Concerns about dewormer resistance in parasites have risen in recent years. And, of course, we’ve seen conflicting advice regarding what to do about it.
Rotational deworming has been widely promoted as a way to delay the emergence of resistant parasites. Equine supply stores and catalogs promote rotational packages with a different dewormer for each use, even offering year-long supplies and a deworming calendar, so they basically do the work for you. Manufacturer websites offer rotational schedules.
The truth of the matter is that there is no solid data to support that these rapid (switching with each treatment) rotational strategies decrease resistance. Many experts believe that rotation may even increase the risk of resistance by exposing parasites to a wide variety of dewormers. Even more importantly, the question is moot. The fact is that resistance is here, it’s widespread, and you need to understand how to protect your horse.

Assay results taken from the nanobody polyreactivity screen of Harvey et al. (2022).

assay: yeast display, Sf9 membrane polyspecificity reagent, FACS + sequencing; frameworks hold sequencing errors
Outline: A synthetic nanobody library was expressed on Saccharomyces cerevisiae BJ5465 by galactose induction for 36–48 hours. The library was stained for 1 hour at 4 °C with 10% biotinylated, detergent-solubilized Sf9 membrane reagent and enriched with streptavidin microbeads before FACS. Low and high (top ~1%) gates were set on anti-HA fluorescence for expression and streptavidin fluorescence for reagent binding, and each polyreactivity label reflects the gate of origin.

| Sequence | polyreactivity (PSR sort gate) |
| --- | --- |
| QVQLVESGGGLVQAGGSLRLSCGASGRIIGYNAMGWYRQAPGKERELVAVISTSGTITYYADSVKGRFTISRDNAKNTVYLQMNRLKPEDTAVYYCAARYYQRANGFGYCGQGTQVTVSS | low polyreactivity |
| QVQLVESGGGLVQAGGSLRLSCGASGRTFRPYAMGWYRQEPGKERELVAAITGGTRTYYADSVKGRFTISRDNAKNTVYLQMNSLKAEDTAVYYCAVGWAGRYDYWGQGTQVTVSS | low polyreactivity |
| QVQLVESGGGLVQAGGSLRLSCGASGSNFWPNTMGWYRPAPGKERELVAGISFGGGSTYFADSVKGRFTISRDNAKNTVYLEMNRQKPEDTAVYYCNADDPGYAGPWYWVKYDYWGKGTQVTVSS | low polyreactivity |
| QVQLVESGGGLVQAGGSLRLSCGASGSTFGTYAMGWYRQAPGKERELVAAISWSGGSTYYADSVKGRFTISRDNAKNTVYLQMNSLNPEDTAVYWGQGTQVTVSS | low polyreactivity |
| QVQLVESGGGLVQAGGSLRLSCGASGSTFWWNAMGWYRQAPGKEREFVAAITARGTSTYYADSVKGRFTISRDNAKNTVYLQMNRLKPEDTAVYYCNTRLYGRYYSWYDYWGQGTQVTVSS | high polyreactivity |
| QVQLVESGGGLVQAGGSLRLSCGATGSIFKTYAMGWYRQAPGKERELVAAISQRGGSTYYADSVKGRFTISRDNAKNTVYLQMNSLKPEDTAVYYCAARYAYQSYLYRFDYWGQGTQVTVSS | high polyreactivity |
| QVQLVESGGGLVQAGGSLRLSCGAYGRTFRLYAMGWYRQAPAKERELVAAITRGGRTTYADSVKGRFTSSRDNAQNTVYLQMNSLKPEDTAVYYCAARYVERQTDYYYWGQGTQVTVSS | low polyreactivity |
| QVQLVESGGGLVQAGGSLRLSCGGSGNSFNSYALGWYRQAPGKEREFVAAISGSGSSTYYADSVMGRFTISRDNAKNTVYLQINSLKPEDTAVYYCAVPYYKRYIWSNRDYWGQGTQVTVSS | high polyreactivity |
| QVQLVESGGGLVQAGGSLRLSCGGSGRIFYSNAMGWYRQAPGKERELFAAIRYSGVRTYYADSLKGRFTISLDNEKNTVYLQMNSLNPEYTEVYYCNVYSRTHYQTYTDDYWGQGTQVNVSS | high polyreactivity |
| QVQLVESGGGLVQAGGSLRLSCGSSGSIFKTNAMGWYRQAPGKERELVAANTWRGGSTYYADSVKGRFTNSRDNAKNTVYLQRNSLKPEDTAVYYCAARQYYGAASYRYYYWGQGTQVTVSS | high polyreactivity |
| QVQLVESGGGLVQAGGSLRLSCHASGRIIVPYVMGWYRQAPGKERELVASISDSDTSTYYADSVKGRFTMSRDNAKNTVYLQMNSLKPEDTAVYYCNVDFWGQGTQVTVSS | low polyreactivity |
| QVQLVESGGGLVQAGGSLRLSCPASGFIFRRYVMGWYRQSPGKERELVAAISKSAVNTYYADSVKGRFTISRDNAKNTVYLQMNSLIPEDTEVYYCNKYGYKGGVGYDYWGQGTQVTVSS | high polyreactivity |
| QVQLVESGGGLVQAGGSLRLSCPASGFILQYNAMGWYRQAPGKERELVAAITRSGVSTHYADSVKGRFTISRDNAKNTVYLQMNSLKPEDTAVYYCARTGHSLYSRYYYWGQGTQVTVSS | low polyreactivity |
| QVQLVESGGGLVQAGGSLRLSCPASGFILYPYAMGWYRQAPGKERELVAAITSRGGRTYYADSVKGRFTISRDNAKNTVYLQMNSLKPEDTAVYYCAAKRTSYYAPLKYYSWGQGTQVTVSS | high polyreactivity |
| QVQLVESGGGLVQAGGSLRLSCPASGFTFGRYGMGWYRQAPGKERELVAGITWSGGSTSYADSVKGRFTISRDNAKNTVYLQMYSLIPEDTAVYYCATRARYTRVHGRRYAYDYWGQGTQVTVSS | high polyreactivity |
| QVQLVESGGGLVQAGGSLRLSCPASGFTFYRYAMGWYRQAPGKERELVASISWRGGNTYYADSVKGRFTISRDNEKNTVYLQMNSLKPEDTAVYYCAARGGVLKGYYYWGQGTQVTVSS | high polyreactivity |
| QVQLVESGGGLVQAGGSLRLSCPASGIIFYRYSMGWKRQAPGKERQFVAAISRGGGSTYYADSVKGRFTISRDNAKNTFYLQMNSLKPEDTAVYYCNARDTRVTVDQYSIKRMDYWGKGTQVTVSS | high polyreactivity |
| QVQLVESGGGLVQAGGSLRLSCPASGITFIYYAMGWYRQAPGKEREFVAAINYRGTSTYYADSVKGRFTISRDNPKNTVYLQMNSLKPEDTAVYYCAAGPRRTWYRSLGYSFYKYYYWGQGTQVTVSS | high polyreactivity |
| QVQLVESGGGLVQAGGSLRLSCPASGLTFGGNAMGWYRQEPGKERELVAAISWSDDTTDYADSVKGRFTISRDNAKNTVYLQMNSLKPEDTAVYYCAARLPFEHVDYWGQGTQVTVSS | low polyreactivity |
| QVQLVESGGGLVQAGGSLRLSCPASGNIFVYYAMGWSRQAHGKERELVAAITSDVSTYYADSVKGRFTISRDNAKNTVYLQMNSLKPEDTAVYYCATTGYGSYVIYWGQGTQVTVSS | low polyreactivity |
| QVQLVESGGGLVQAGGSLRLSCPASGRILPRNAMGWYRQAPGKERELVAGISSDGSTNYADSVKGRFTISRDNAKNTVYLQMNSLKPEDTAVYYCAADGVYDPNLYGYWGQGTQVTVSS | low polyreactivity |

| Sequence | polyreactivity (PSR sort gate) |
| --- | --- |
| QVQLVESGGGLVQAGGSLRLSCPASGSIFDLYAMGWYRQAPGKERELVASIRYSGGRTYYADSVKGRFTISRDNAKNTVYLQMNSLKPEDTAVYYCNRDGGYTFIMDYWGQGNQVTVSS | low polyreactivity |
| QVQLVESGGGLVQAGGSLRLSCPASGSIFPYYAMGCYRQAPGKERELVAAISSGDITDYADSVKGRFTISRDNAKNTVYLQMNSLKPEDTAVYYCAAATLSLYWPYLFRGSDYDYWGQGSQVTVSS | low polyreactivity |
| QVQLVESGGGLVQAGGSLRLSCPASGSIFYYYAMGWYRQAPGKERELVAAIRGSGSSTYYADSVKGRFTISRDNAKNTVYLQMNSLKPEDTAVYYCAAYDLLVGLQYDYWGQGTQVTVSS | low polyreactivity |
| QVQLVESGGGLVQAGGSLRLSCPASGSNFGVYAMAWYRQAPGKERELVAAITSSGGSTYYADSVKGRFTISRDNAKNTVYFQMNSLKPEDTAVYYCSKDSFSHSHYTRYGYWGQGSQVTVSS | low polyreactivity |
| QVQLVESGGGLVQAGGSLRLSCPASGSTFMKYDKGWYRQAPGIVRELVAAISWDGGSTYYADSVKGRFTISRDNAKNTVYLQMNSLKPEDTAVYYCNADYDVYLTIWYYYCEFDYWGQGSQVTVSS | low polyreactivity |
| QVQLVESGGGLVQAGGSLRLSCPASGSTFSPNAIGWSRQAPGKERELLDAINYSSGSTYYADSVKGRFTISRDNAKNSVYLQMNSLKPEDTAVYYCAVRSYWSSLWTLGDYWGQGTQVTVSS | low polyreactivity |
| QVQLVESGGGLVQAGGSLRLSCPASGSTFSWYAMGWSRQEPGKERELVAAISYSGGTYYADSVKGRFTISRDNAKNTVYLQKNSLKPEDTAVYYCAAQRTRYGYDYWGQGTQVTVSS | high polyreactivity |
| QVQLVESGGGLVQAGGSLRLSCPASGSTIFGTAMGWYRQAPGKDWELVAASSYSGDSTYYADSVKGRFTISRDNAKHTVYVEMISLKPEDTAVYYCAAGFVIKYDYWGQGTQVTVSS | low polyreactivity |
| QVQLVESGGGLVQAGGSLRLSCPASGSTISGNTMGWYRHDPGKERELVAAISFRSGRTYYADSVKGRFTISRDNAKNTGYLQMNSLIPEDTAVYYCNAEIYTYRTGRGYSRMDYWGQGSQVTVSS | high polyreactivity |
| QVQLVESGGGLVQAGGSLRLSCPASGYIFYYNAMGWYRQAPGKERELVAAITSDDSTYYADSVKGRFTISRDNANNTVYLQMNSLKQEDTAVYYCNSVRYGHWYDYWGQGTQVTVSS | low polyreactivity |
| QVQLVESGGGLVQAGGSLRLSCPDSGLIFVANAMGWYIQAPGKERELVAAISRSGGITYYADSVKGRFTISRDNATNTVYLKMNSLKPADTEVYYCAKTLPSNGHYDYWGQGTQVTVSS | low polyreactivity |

The major parasites of horses in North America are cestodes (tapeworms) and nematodes (all the rest). There are no known resistance problems with the cestodes, but nematodes are a different story. Researchers usually follow the major nematode parasite of young horses (roundworms) and adult horses (small strongyles) to monitor for parasite resistance. There are documented resistance problems worldwide for ivermectin with roundworms and all drugs except ivermectin and moxidectin for small strongyles.
Bottom Line. We’ll discuss deworming strategies in detail in an upcoming article, but the bottom line here is clear. There’s no point in deworming your horse with a product that doesn’t work.
If you want to continue to use specific drugs that are known to have resistance problems, at least check with a fecal-egg count two weeks after using the product (your vet can run the sample). You could be throwing away your money and risking your horse’s health by using an ineffective drug.
Article by our Veterinary Editor, Dr. Eleanor Kellon.